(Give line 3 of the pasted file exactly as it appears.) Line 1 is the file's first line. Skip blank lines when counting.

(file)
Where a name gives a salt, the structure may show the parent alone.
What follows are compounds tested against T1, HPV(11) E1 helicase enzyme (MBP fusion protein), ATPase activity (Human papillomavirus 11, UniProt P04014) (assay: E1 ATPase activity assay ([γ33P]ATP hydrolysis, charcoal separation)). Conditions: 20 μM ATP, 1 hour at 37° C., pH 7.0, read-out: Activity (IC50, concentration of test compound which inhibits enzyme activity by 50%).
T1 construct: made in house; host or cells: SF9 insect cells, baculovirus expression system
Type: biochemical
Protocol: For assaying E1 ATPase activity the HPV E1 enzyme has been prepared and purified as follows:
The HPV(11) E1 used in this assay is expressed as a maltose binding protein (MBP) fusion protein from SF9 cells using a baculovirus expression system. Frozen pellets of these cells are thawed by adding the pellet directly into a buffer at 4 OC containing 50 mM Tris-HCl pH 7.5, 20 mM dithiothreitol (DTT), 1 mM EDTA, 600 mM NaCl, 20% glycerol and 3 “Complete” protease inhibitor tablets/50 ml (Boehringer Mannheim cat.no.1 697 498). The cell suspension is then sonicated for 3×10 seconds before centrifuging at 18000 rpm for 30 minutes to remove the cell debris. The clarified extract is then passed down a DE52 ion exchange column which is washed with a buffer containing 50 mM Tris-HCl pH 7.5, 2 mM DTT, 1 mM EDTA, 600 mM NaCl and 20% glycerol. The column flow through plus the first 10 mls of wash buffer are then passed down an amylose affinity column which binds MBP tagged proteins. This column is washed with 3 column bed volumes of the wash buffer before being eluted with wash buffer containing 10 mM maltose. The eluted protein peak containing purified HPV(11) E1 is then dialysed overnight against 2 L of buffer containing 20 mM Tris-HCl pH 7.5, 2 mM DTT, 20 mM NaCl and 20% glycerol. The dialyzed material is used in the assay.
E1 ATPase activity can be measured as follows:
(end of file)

T1 construct: made in house; host or cells: SF9 insect cells, baculovirus expression system